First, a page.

Applying for scholarships can be a dizzying process. There are plenty available, but many are targeted. Some may be specifically for Native American students or Natives wanting to enter the health care field or women studying astronomy.

Students do need to spend time, and get started early, finding out which scholarships are applicable. If there is any question or ambiguity about eligibility, apply anyway.

NSU has its own list of scholarships, some of which are targeted at specific academic studies or demographic groups.

ìThe Presidentís Leadership Class and Honors scholarships look for outstanding leadership and academic capabilities,î Miller said. ìThere are scholarship opportunities for out-of-state students such as our Tribal Heritage scholarship that is available to students who are members of a federally recognized tribe. There are scholarship opportunities for transfer students that are members of the Phi Theta Kappa Honors Society and the Tulsa Achieves Program.î

Miller said the NSU Foundation also has a list of private scholarships available for students with demonstrated financial need, who are pursuing specific degrees or even graduates of particular high schools.

ìOur best recommendation is to thoroughly explore all scholarship options, pay close attention to deadlines, and fill out as many applications as you can,î Miller said. ìYou might be surprised at what scholarships you qualify for.î

Visit scholarships.nsuok.edu to find out about scholarships available to NSU students.

AISES, the American Indian Science and Engineering Society, released a short list of pointers for students when filling out their scholarship and admission applications.

1. Utilize every part of the application: The personal essay is important, but many applications require or allow short essays, lists of activities, resumes and options for including creative work. While there is only so much that can fit in the personal essay, the other sections provide areas to expand, or introduce, aspects of what Native heritage means. Highlight experiences, skills and memories that are unique to the applicant.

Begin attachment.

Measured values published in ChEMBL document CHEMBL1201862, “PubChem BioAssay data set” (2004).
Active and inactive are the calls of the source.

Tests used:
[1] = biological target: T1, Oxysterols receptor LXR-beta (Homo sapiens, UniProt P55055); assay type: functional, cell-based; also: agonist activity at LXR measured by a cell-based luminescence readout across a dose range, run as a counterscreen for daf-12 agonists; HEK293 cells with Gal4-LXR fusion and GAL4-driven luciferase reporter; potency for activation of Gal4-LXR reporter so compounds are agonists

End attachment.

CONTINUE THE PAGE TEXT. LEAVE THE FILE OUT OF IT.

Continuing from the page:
2. Donít be afraid to write about yourself: Highlight the applicantís Native story ñ it is something uniquely personal. Reviewers arenít necessarily looking for flash; theyíre looking for honesty and substance. Sharing with reviewers what the Native experience looks like will help them better understand the applicant.

3. Focus on the personal essay: But it is difficult to share everything about the Native story in so few words. An applicant should think about their story and what they want reviewers to come away knowing. Applicants can focus on one or two moments or experiences that tell their story and offer insight into who they are.

4. Be honest: Honesty gives reviewers the best look at the applicant, and helps them better understand their Native story. Reviewers gravitate toward authenticity and honesty, and theyíve read enough applications to know when those aspects are absent.

5. Be OK with sharing only part of your story: Only so much will fit in the application. Even taking advantage of every section, it may feel as though the Native story isnít complete. The applicant has done well to include what they find most important. The reviewers only need a strong sense of the applicant as a person and a student. Donít obsess.